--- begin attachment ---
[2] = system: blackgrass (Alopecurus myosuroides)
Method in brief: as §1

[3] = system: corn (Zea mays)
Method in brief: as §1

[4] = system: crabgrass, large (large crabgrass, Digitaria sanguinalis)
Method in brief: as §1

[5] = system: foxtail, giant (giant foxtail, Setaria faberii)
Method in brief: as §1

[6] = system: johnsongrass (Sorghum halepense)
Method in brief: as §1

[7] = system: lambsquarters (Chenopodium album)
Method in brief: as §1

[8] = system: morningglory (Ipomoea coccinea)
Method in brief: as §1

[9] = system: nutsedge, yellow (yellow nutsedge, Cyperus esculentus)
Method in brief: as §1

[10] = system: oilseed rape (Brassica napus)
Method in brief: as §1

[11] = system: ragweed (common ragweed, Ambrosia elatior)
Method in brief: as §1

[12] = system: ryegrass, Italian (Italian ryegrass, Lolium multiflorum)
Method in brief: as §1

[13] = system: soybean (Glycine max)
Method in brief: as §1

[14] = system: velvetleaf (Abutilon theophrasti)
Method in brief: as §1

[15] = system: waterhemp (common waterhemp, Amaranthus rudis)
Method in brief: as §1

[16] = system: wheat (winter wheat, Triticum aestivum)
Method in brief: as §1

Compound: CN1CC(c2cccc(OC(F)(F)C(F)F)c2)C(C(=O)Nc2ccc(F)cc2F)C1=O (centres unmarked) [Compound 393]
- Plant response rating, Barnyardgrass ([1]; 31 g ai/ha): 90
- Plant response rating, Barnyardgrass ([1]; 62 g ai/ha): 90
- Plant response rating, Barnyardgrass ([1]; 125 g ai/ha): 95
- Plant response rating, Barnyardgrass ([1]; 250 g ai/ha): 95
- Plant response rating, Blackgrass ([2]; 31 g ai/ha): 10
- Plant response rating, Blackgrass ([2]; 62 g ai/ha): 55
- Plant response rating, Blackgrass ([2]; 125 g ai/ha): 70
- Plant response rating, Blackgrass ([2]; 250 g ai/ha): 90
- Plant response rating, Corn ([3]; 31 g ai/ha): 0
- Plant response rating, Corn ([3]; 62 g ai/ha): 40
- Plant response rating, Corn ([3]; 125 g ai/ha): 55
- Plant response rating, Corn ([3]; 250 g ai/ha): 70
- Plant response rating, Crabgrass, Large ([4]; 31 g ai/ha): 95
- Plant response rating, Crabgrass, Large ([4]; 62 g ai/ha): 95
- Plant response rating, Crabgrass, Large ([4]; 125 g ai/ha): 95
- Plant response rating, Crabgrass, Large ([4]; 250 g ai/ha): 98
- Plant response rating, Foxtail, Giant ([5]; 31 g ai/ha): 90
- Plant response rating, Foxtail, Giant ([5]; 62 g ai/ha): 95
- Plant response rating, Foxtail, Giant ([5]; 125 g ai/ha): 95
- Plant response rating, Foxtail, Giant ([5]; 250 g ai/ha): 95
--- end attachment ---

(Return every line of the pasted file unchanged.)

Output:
[2] = system: blackgrass (Alopecurus myosuroides)
Method in brief: as §1

[3] = system: corn (Zea mays)
Method in brief: as §1

[4] = system: crabgrass, large (large crabgrass, Digitaria sanguinalis)
Method in brief: as §1

[5] = system: foxtail, giant (giant foxtail, Setaria faberii)
Method in brief: as §1

[6] = system: johnsongrass (Sorghum halepense)
Method in brief: as §1

[7] = system: lambsquarters (Chenopodium album)
Method in brief: as §1

[8] = system: morningglory (Ipomoea coccinea)
Method in brief: as §1

[9] = system: nutsedge, yellow (yellow nutsedge, Cyperus esculentus)
Method in brief: as §1

[10] = system: oilseed rape (Brassica napus)
Method in brief: as §1

[11] = system: ragweed (common ragweed, Ambrosia elatior)
Method in brief: as §1

[12] = system: ryegrass, Italian (Italian ryegrass, Lolium multiflorum)
Method in brief: as §1

[13] = system: soybean (Glycine max)
Method in brief: as §1

[14] = system: velvetleaf (Abutilon theophrasti)
Method in brief: as §1

[15] = system: waterhemp (common waterhemp, Amaranthus rudis)
Method in brief: as §1

[16] = system: wheat (winter wheat, Triticum aestivum)
Method in brief: as §1

Compound: CN1CC(c2cccc(OC(F)(F)C(F)F)c2)C(C(=O)Nc2ccc(F)cc2F)C1=O (centres unmarked) [Compound 393]
- Plant response rating, Barnyardgrass ([1]; 31 g ai/ha): 90
- Plant response rating, Barnyardgrass ([1]; 62 g ai/ha): 90
- Plant response rating, Barnyardgrass ([1]; 125 g ai/ha): 95
- Plant response rating, Barnyardgrass ([1]; 250 g ai/ha): 95
- Plant response rating, Blackgrass ([2]; 31 g ai/ha): 10
- Plant response rating, Blackgrass ([2]; 62 g ai/ha): 55
- Plant response rating, Blackgrass ([2]; 125 g ai/ha): 70
- Plant response rating, Blackgrass ([2]; 250 g ai/ha): 90
- Plant response rating, Corn ([3]; 31 g ai/ha): 0
- Plant response rating, Corn ([3]; 62 g ai/ha): 40
- Plant response rating, Corn ([3]; 125 g ai/ha): 55
- Plant response rating, Corn ([3]; 250 g ai/ha): 70
- Plant response rating, Crabgrass, Large ([4]; 31 g ai/ha): 95
- Plant response rating, Crabgrass, Large ([4]; 62 g ai/ha): 95
- Plant response rating, Crabgrass, Large ([4]; 125 g ai/ha): 95
- Plant response rating, Crabgrass, Large ([4]; 250 g ai/ha): 98
- Plant response rating, Foxtail, Giant ([5]; 31 g ai/ha): 90
- Plant response rating, Foxtail, Giant ([5]; 62 g ai/ha): 95
- Plant response rating, Foxtail, Giant ([5]; 125 g ai/ha): 95
- Plant response rating, Foxtail, Giant ([5]; 250 g ai/ha): 95